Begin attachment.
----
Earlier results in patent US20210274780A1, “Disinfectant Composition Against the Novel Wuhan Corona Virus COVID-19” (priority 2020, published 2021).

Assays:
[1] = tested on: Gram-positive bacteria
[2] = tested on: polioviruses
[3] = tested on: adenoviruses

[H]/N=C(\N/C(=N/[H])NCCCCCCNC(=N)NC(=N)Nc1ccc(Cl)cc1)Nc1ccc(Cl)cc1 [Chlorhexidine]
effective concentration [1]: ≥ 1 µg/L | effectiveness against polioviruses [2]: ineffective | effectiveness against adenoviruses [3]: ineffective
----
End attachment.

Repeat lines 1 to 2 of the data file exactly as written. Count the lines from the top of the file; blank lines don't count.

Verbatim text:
Earlier results in patent US20210274780A1, “Disinfectant Composition Against the Novel Wuhan Corona Virus COVID-19” (priority 2020, published 2021).

Assays: